Kylie: Radical Yes had been on our radar for a while as a company committed to the ethics and environmental standards we value in our own business. We also really love their design sensibility and the way that their products transcend current trends. While we have always manufactured the majority of our clothing in Melbourne, it’s increasingly difficult to produce footwear here. We admire Radical Yes's dedication to responsible offshore manufacturing and producing in small quantities, like we do.
"We admire Radical Yes' dedication to responsible offshore manufacturing and producing in small quantities, like we do."
Kerryn: We were so floored when Obus came to us to talk about a footwear collaboration because we have always admired their work. For me personally, I have looked to them as an inspiring example of an iconic, independent Melbourne brand who have been doing their own thing and doing it well for a really long time. We believe our customers have a shared set of values and a similar aesthetic so the idea of using Obus palettes on our silhouettes was a no-brainer.
Kylie: Yes it’s been a dream collab - it doesn’t feel like work when they’ve made the whole process so easy!
Running your own businesses, can you take us through your approach to workwear? What’s essential to you?
Kerryn: Flat shoes! I walk to work and on the way drop my kids at kinder and school, so my workwear garments are very focused on functionality and pragmatism. My outfits tend to be very simple in palette mix - lots of navy, charcoal and camel tones - to help disguise the inevitable kid stains. But then some days I also love to be super comfortable in a vintage oversized knit and denims. The common theme is always a flat shoe.
Kylie: I love colour and pattern. Similar to Kerryn, the Obus studio is local to my neighbourhood and I’m often arriving to work after walking my son to school. For me, I dress to express my personality but also feel comfortable all day. I love accessorising a casual linen or wool pant with a chunky knit, tailored shirt and statement earrings. The clothing we make at Obus has women who want professional and versatile clothing as its primary focus - it’s fun to consider all the combinations an Obus collection can offer for workwear, especially with these shoes in the mix!
"It’s fun to consider all the combinations an Obus collection can offer for workwear, especially with these shoes in the mix!"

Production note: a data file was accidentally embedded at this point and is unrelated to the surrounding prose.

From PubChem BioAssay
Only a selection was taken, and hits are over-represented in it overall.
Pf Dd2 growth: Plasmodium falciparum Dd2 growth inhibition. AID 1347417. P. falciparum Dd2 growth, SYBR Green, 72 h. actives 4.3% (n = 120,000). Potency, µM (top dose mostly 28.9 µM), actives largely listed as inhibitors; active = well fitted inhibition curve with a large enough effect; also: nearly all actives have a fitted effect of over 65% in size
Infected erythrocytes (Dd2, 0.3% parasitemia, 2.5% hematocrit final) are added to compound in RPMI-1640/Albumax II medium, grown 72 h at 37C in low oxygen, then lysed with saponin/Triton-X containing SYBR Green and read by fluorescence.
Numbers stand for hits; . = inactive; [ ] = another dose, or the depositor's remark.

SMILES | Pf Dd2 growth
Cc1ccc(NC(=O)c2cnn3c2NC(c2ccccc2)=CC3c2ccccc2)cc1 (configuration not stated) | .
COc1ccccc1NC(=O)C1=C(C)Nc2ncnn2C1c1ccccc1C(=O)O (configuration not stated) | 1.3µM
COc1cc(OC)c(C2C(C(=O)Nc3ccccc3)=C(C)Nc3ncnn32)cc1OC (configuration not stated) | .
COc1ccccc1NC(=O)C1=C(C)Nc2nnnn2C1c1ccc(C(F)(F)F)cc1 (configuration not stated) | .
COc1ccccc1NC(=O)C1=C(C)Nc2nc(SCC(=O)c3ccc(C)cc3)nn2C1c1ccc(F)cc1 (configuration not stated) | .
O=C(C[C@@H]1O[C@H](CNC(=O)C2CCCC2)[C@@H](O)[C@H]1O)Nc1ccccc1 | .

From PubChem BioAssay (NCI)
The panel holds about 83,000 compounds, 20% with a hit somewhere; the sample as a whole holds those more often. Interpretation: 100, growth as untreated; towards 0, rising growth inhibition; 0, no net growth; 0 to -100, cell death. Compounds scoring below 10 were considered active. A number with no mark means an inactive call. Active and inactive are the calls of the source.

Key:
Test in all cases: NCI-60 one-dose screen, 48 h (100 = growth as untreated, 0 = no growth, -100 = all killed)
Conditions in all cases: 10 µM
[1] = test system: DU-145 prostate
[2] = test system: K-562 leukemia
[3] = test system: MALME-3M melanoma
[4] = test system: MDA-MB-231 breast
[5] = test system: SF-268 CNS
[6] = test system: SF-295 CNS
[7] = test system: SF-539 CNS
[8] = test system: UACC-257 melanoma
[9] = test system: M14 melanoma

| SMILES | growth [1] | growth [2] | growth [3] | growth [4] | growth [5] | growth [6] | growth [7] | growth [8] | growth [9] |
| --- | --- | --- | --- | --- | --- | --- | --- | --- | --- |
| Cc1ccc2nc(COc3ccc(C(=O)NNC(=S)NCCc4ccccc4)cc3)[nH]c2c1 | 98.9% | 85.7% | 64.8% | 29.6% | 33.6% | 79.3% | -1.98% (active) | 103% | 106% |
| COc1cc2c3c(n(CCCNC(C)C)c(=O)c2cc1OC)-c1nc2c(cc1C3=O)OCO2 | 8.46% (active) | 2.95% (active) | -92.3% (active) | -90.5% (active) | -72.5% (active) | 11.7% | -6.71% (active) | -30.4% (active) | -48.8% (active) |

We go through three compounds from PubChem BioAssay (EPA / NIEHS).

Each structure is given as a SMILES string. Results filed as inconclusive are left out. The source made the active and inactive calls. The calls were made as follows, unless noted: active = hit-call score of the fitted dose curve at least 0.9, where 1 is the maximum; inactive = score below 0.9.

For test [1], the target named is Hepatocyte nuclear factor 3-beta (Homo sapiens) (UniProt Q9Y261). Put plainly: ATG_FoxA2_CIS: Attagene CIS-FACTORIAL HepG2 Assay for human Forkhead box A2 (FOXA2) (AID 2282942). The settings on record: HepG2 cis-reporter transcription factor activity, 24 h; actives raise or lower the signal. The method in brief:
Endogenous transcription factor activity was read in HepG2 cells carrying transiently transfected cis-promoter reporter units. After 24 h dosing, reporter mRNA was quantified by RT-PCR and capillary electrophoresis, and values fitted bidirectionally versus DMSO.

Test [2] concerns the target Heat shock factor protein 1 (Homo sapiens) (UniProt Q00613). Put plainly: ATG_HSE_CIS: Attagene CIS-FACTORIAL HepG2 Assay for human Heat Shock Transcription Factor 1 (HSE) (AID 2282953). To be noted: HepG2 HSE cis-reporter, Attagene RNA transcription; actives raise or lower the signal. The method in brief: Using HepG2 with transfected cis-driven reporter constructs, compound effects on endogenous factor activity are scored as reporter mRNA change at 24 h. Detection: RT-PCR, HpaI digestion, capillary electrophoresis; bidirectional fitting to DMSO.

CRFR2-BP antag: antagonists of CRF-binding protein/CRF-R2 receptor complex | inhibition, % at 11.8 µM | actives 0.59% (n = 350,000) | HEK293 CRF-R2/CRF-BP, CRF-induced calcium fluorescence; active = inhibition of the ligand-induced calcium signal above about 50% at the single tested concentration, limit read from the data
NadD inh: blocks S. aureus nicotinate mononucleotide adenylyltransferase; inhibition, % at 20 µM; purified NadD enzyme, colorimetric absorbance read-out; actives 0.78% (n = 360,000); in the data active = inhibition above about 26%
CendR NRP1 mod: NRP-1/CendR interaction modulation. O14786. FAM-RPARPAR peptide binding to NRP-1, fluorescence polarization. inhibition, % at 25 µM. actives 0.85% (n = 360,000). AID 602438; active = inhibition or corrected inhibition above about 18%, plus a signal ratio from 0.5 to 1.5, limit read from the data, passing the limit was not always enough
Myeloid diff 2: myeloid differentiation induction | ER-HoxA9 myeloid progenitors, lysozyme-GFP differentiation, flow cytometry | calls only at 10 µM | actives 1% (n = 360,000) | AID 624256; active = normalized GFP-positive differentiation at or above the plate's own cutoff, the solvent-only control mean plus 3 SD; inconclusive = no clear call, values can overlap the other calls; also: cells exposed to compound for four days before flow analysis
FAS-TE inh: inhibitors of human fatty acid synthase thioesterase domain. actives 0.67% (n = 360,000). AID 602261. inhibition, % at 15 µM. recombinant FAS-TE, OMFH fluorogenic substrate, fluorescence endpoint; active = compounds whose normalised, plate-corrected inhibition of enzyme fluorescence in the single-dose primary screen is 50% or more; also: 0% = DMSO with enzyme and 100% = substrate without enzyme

What do you think is the edge that small businesses in the fashion landscape have over the big players?
Kerryn: Being truly connected to the customer, having more empathy with their needs and lifestyles rather than pushing product for the sake of meeting 'stakeholder demands'. I believe you can tell when product has lost its purpose and is just filling an 'assortment matrix' to meet stock turn targets. Maybe it’s idealistic, but I believe this is why customers are seeking out and responding to smaller makers who are producing from a place of passion before profits.
Kylie: We’ve always been a small and agile team at Obus, and I think this has helped us weather a few storms over the past 20 years. We can be responsive to trends, to manufacturing snafus, and in communication with our customers. Like Kerryn says, we can also get to know our customers really well - our stores are a mainstay of Melbourne’s inner north, and getting to know our local customers over the years is a bigger part of our overall design process than they probably realise!
Both Obus and Radical Yes create quality products that are designed to transcend seasons and last the test of time. What’s a favourite item in your wardrobe that is still going strong?
Kylie: This Winter I’ve loved my Obus Cocoon coat from a few years ago. It’s a bold lilac purple, collarless cocoon coat and always gets lots of comments!
Kerryn: I have a few key items from our collections over the years. My 'Saturn Returns' trainers in wool lined shearling are a definite go-to in Winter. My 'Little & Often' Day Heels are also an easy slip on that I return to almost daily. They look ace with opaque tights and denims. Can’t wait to wear the new lilac ones Kylie dreamed up for us!